A Greater Manchester businesswoman who was unlawfully evicted from her sandwich shop was awarded damages of £9,079 by the Court of Appeal.
The award compensates Sheila Grange for losses she suffered due to the action of her landlords Anthony and Kay Quinn.
The Court of Appeal judgment reversed the first instance decision of Recorder McDonald at Manchester County Court in February 2012.
In June 2008, Mrs Grange purchased a sandwich bar from Mr and Mrs Quinn for £9,950. The purchase price included a lease of the property at 44 Osborne Street, Bredbury, Stockport.
Shortly after Mrs Grange began trading, her relations with Mr and Mrs Quinn began to deteriorate. Mrs Grange was repeatedly accused of having breached the terms of her lease. These allegations were always denied.
However, six months later, without warning, Mr and Mrs Quinn changed the locks and re-possessed the property. Mrs Grange then commenced proceedings, claiming damages for unlawful eviction.
At first instance, Recorder McDonald held that Mr and Mrs Quinn had acted unlawfully in evicting Mrs Grange but only awarded her nominal damages of £300 because he was not persuaded that she had suffered any financial loss as a result.
Mrs Grange appealed to the Court of Appeal on the issue of the amount damages awarded. Her appeal was heard on 31 October 2012 at the High Court before Lord Justice Jackson, Lady Justice Arden and Mrs Justice Gloster.
The Court of Appeal today overturned the decision of Mr Recorder McDonald and has found that Mrs Grange was entitled to be compensated for the wasted expenditure she had incurred as a result of the actions of Mr and Mrs Quinn. The Court calculated that her wasted expenditure amounted to £9,079, being the purchase price Mrs Grange originally paid for the business, less the period that she had the benefit of trading from the premises.
Harrison Drury acted for Mrs Grange throughout the saga having originally been instructed by Mrs Grange’s daughter following her response to a blog about commercial leases on the Harrison Drury website. The case was undertaken under a “no win no fee” agreement due to Mrs Grange’s limited financial means.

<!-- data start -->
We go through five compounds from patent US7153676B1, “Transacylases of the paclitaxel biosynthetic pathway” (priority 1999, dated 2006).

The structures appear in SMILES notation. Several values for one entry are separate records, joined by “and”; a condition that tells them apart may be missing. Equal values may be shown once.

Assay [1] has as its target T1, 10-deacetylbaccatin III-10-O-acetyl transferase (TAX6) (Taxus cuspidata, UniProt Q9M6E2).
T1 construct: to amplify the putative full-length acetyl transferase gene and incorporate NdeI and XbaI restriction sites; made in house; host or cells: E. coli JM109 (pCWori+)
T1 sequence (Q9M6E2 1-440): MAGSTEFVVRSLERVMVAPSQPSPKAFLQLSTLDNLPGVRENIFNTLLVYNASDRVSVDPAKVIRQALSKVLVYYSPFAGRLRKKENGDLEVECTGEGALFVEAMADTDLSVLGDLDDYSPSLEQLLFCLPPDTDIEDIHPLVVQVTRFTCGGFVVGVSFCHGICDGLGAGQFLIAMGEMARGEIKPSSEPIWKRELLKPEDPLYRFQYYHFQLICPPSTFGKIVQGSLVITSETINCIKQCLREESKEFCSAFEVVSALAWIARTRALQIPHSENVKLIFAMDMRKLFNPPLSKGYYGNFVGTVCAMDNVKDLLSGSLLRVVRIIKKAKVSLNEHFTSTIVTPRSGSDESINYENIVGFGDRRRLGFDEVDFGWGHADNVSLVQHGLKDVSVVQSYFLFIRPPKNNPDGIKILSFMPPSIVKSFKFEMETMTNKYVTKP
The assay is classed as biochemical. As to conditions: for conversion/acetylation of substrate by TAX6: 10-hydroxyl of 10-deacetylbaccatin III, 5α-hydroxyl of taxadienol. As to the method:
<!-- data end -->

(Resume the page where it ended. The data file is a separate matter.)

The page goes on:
Colin Fenny, associate solicitor at Harrison Drury, said: “We are delighted that Sheila has finally received the outcome she deserves. It has been more than four years since she was unlawfully removed from her business premises and she has finally been properly compensated for the loss and damage she suffered as a result.”
Colin continued: “This case has important implications for both landlords and tenants. It is significant even if Mrs Grange had been in breach of the lease, the eviction would still have been unlawful. Initially Mr and Mrs Quinn did not follow the correct procedure for establishing breach of the lease in the first place. They then compounded this by accepting rent which meant that any right to forfeit had been waived before the locks were changed.
“If commercial landlord’s wish to enforce their rights under the lease, it is vital to take professional legal advice before taking any pre-emptive steps because – as this case shows – the financial consequences can be enormous. From a commercial tenant’s perspective, it is equally important to contact a solicitor without delay if your landlord takes, or threatens to take, enforcement action against you because time is very much of the essence in these cases.”